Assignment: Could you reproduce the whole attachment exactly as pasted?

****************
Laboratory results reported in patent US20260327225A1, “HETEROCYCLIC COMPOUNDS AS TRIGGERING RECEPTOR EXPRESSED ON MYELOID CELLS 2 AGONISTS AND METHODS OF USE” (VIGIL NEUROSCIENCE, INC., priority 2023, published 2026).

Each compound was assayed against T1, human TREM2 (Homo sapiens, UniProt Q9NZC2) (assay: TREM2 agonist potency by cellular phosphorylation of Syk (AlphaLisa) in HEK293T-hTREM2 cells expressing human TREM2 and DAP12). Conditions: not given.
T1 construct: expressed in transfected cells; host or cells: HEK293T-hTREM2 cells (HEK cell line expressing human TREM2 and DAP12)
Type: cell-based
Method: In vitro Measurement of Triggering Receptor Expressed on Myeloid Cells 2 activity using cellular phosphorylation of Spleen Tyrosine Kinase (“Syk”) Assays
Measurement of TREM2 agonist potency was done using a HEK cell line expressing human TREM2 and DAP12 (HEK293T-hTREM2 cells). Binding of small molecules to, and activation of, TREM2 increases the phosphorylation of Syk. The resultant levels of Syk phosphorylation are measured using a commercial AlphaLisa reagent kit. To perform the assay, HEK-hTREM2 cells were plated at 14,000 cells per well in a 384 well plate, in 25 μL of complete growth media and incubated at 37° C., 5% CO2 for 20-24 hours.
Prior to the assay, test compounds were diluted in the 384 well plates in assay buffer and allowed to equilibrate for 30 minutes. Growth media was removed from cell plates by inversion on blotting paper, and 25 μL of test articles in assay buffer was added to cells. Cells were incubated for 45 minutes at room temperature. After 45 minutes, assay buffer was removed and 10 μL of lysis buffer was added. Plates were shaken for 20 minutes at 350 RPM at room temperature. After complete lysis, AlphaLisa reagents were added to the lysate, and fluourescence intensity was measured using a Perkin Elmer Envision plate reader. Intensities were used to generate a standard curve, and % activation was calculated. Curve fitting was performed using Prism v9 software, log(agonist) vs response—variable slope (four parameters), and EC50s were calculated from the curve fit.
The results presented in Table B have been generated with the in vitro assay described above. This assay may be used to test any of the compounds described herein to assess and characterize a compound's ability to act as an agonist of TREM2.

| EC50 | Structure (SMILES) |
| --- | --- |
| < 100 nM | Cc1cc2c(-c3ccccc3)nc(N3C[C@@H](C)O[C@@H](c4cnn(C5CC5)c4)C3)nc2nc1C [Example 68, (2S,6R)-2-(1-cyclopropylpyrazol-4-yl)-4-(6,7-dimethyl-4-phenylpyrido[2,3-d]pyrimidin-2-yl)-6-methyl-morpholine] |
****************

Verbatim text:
Laboratory results reported in patent US20260327225A1, “HETEROCYCLIC COMPOUNDS AS TRIGGERING RECEPTOR EXPRESSED ON MYELOID CELLS 2 AGONISTS AND METHODS OF USE” (VIGIL NEUROSCIENCE, INC., priority 2023, published 2026).

Each compound was assayed against T1, human TREM2 (Homo sapiens, UniProt Q9NZC2) (assay: TREM2 agonist potency by cellular phosphorylation of Syk (AlphaLisa) in HEK293T-hTREM2 cells expressing human TREM2 and DAP12). Conditions: not given.
T1 construct: expressed in transfected cells; host or cells: HEK293T-hTREM2 cells (HEK cell line expressing human TREM2 and DAP12)
Type: cell-based
Method: In vitro Measurement of Triggering Receptor Expressed on Myeloid Cells 2 activity using cellular phosphorylation of Spleen Tyrosine Kinase (“Syk”) Assays
Measurement of TREM2 agonist potency was done using a HEK cell line expressing human TREM2 and DAP12 (HEK293T-hTREM2 cells). Binding of small molecules to, and activation of, TREM2 increases the phosphorylation of Syk. The resultant levels of Syk phosphorylation are measured using a commercial AlphaLisa reagent kit. To perform the assay, HEK-hTREM2 cells were plated at 14,000 cells per well in a 384 well plate, in 25 μL of complete growth media and incubated at 37° C., 5% CO2 for 20-24 hours.
Prior to the assay, test compounds were diluted in the 384 well plates in assay buffer and allowed to equilibrate for 30 minutes. Growth media was removed from cell plates by inversion on blotting paper, and 25 μL of test articles in assay buffer was added to cells. Cells were incubated for 45 minutes at room temperature. After 45 minutes, assay buffer was removed and 10 μL of lysis buffer was added. Plates were shaken for 20 minutes at 350 RPM at room temperature. After complete lysis, AlphaLisa reagents were added to the lysate, and fluourescence intensity was measured using a Perkin Elmer Envision plate reader. Intensities were used to generate a standard curve, and % activation was calculated. Curve fitting was performed using Prism v9 software, log(agonist) vs response—variable slope (four parameters), and EC50s were calculated from the curve fit.
The results presented in Table B have been generated with the in vitro assay described above. This assay may be used to test any of the compounds described herein to assess and characterize a compound's ability to act as an agonist of TREM2.

| EC50 | Structure (SMILES) |
| --- | --- |
| < 100 nM | Cc1cc2c(-c3ccccc3)nc(N3C[C@@H](C)O[C@@H](c4cnn(C5CC5)c4)C3)nc2nc1C [Example 68, (2S,6R)-2-(1-cyclopropylpyrazol-4-yl)-4-(6,7-dimethyl-4-phenylpyrido[2,3-d]pyrimidin-2-yl)-6-methyl-morpholine] |